Polio: An American Story

Polio: An American Story

4.4 17
by David M. Oshinsky
     
 

All who lived in the early 1950s remember the fear of polio and the elation felt when a successful vaccine was found. Now David Oshinsky tells the gripping story of the polio terror and of the intense effort to find a cure, from the March of Dimes to the discovery of the Salk and Sabin vaccines-and beyond.

Here is a remarkable portrait of America in the early 1950s

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Overview

All who lived in the early 1950s remember the fear of polio and the elation felt when a successful vaccine was found. Now David Oshinsky tells the gripping story of the polio terror and of the intense effort to find a cure, from the March of Dimes to the discovery of the Salk and Sabin vaccines-and beyond.

Here is a remarkable portrait of America in the early 1950s, using the widespread panic over polio to shed light on our national obsessions and fears. Drawing on newly available papers of Jonas Salk, Albert Sabin, and other key players, Oshinsky paints a suspenseful portrait of the race for a cure, weaving a dramatic tale centered on the furious rivalry between Salk and Sabin. Indeed, the competition was marked by a deep-seated ill will among the researchers that remained with them until their deaths. The author also tells the story of Isabel Morgan, perhaps the most talented of all polio researchers, who might have beaten Salk to the prize if she had not retired to raise a family. As backdrop to this feverish research, Oshinsky offers an insightful look at the National Foundation for Infantile Paralysis, which was founded in the 1930s by FDR and Basil O'Connor. The National Foundation revolutionized fundraising and the perception of disease in America, using "poster children" and the famous March of Dimes to raise hundreds of millions of dollars from a vast army of contributors (instead of a few well-heeled benefactors), creating the largest research and rehabilitation network in the history of medicine.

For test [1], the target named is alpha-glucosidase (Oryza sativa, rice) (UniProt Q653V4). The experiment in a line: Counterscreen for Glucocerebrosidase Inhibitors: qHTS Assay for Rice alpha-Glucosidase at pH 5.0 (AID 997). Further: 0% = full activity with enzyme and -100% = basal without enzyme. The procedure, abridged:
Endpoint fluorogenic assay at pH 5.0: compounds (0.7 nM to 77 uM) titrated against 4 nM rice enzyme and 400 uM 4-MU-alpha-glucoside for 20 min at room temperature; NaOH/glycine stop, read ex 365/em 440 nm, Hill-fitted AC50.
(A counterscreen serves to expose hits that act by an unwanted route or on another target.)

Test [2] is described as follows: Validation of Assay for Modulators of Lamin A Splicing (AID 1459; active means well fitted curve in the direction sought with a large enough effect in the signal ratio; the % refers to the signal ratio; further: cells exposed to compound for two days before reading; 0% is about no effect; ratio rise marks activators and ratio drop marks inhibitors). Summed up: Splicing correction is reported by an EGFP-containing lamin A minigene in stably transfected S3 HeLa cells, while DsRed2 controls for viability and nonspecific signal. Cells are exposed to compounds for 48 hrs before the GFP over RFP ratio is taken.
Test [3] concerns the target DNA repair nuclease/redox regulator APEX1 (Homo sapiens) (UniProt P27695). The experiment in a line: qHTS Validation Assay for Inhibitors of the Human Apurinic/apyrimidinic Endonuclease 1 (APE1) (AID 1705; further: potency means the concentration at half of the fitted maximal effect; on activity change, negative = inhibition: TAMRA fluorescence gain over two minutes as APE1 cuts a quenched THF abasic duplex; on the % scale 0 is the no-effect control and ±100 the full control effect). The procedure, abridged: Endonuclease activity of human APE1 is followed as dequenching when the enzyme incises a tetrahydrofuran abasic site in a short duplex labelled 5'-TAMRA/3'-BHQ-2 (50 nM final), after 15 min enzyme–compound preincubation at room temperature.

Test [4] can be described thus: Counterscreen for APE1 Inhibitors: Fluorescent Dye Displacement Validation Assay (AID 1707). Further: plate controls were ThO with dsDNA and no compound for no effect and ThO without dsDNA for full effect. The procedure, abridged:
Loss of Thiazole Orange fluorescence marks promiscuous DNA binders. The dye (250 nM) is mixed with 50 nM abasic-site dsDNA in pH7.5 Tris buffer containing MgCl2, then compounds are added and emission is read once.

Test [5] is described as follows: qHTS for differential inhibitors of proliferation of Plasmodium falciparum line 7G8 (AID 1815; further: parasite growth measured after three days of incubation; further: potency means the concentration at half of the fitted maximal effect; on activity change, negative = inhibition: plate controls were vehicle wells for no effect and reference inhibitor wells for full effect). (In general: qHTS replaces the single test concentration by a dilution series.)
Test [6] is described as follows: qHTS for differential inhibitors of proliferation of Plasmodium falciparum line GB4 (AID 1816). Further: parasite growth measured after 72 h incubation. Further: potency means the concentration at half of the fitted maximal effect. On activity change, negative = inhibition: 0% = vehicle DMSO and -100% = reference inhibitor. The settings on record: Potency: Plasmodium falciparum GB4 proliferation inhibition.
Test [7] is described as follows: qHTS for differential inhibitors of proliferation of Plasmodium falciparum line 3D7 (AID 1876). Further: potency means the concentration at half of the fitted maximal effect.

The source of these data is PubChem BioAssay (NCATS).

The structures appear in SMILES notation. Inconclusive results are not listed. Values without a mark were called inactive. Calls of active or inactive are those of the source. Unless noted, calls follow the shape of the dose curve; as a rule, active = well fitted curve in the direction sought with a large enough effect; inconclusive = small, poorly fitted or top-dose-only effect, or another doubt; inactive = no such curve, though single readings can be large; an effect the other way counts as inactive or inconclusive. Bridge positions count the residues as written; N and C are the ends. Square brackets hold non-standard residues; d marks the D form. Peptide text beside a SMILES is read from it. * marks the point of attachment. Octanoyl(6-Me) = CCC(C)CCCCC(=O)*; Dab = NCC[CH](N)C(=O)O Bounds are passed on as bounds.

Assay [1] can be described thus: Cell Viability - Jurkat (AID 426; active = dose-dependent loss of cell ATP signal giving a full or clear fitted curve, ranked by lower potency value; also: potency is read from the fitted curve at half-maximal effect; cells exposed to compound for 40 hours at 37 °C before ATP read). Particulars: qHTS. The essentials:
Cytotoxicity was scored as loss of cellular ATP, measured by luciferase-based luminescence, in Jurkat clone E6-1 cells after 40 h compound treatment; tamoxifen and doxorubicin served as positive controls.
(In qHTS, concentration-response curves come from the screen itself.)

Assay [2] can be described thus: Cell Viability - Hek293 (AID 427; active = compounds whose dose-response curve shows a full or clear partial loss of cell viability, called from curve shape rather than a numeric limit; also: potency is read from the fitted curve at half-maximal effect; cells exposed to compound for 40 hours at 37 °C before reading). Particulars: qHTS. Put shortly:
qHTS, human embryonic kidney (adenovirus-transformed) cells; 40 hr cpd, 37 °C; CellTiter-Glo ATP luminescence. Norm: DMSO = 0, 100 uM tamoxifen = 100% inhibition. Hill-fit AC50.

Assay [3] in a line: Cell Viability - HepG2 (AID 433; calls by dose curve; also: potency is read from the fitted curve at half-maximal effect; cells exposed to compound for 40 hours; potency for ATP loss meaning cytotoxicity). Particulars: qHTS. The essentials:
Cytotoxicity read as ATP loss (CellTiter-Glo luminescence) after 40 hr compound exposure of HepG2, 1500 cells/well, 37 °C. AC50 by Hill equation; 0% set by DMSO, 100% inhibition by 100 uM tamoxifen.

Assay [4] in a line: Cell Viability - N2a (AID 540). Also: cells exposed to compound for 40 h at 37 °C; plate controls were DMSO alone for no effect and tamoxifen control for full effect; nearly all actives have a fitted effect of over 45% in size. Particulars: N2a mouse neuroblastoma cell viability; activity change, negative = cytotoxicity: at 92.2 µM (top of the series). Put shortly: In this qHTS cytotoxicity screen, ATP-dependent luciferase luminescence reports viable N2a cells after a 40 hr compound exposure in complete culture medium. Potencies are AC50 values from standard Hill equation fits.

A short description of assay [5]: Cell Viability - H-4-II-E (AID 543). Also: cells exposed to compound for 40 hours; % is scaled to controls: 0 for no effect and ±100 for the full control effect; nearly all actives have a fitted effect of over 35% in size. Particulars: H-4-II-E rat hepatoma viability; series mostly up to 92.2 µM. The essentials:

The polio experience also revolutionized the way in which the government licensed and tested new drugs before allowing them on the market, and the way in which the legal system dealt with manufacturers' liability for unsafe products. Finally, and perhaps most tellingly, Oshinsky reveals that polio was never the raging epidemic portrayed by the media, but in truth a relatively uncommon disease. But in baby-booming America-increasingly suburban, family-oriented, and hygiene-obsessed-the specter of polio, like the specter of the atomic bomb, soon became a cloud of terror over daily life.

The Salk vaccine trials were the largest public-health experiment in American history, involving more than a million school children. Both a gripping scientific suspense story and a provocative social and cultural history, Polio opens a fresh window onto postwar America.

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Product Details

ISBN-13:
9780195307146
Publisher:
Oxford University Press
Publication date:
08/31/2006
Pages:
368
Sales rank:
129,469
Product dimensions:
9.20(w) x 6.10(h) x 1.10(d)

Table of Contents

Introduction1
1The First Epidemics8
2Warm Springs24
3"Cripples' Money"43
4"And They Shall Walk"61
5Poster Children, Marching Mothers79
6The Apprenticeship of Jonas Salk92
7Pathway to a Vaccine112
8The Starting Line128
9Seeing Beyond the Microscope145
10"Plague Season"161
11The Rivals174
12"The Biggest Public Health Experiment Ever"188
13The Cutter Fiasco214
14Mission to Moscow237
15Sabin Sundays255
16Celebrities and Survivors269
Epilogue287
Notes289
Selected Bibliography328
Acknowledgments333
Index335

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